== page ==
Auburn University provost honored with retirement celebration

Published: January 19, 2018
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Provost and Vice President for Academic Affairs Timothy Boosinger’s retirement from Auburn University was celebrated at a reception Jan. 18 at The Hotel at Auburn University and Dixon Conference Center. During the event, Boosinger was named Provost Emeritus and Professor Emeritus.

Boosinger was named provost in 2012 after serving as interim provost for a year. Working with the university’s stakeholders, Boosinger has implemented multiple programs and initiatives that have strengthened the institution’s capacities and advanced its land-grant mission.

He led the successful reaffirmation of the university’s accreditation by the SACS Commission on Colleges in 2013 and coordinated the development and implementation of the university’s 2013-18 Strategic Plan. Additional accomplishments include significant increases in the university’s graduation and retention rates; the development and implementation of the institution’s strategic budget initiative; creation of the university’s first strategic faculty hiring initiative designed to advance Auburn’s interdisciplinary research; efforts to enhance the campus climate to better promote the institution’s values of inclusion and diversity; and more than $220 million in new and updated academic facilities.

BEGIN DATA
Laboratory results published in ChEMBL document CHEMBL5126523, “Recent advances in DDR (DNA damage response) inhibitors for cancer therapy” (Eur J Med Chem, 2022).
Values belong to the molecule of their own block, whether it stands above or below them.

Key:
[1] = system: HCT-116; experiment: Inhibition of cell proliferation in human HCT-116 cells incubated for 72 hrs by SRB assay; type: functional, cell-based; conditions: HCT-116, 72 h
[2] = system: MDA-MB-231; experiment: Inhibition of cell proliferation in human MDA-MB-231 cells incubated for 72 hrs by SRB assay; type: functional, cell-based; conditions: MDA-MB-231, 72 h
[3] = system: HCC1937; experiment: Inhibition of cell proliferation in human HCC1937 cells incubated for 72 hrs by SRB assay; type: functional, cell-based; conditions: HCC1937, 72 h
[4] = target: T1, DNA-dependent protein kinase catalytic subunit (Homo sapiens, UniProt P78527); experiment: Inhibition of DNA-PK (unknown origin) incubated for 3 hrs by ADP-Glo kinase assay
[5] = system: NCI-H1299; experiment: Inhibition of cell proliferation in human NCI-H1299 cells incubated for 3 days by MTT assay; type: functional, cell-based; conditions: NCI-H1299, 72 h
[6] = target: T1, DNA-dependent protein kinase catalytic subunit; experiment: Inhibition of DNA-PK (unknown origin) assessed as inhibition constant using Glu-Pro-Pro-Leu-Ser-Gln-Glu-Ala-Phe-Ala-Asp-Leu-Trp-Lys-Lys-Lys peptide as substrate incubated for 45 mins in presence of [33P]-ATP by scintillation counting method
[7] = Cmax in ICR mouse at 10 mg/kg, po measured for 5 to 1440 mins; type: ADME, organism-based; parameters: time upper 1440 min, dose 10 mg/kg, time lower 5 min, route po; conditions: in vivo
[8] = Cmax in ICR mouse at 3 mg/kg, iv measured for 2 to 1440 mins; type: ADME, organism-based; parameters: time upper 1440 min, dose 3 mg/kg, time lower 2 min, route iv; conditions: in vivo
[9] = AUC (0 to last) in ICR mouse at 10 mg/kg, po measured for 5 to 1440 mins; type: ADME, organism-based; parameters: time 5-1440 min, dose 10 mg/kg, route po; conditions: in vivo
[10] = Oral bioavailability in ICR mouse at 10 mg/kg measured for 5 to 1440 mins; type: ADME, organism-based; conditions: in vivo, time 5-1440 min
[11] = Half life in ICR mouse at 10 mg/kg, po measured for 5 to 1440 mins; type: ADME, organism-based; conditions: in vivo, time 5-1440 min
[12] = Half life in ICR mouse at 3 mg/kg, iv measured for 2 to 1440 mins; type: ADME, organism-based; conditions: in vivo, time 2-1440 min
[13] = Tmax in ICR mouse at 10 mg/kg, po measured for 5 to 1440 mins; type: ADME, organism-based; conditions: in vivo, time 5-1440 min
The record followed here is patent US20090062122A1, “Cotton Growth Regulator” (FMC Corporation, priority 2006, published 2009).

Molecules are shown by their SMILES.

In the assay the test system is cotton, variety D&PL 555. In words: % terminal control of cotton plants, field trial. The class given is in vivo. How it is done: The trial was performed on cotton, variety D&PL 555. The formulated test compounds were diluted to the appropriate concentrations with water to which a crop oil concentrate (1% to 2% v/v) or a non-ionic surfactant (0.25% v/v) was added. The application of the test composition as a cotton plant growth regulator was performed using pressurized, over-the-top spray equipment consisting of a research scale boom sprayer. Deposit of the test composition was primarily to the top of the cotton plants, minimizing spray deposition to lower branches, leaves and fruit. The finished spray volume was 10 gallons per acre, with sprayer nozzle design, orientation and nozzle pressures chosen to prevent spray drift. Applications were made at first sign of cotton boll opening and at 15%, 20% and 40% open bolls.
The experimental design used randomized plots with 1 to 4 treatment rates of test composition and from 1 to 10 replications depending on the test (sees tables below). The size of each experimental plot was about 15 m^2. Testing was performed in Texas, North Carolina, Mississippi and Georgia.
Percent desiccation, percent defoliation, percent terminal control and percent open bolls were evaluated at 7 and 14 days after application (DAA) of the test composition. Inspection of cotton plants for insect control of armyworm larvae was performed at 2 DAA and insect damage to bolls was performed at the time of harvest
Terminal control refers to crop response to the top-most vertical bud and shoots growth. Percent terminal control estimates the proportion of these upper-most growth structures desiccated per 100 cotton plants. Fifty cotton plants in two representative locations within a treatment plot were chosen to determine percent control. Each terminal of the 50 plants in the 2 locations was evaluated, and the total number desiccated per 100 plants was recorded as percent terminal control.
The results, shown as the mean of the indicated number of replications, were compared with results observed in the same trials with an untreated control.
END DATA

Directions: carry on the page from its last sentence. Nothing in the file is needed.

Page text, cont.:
Boosinger joined the Auburn faculty in 1983 as an assistant professor of pathobiology in the College of Veterinary Medicine. After a decade of service to the university’s teaching and research mission, he was named associate dean for academic affairs in 1993 and served as dean of the college from 1995 to 2011. Under his leadership, Boosinger articulated a strategic vision for the college to become one of the top veterinary schools in the nation.

His education includes a Doctor of Veterinary Medicine degree in 1976 and a doctorate in pathology in 1983, both from Purdue University.

Bill Hardgrave, former dean of Auburn’s Harbert College of Business, began his tenure as Boosinger’s successor on Jan. 1.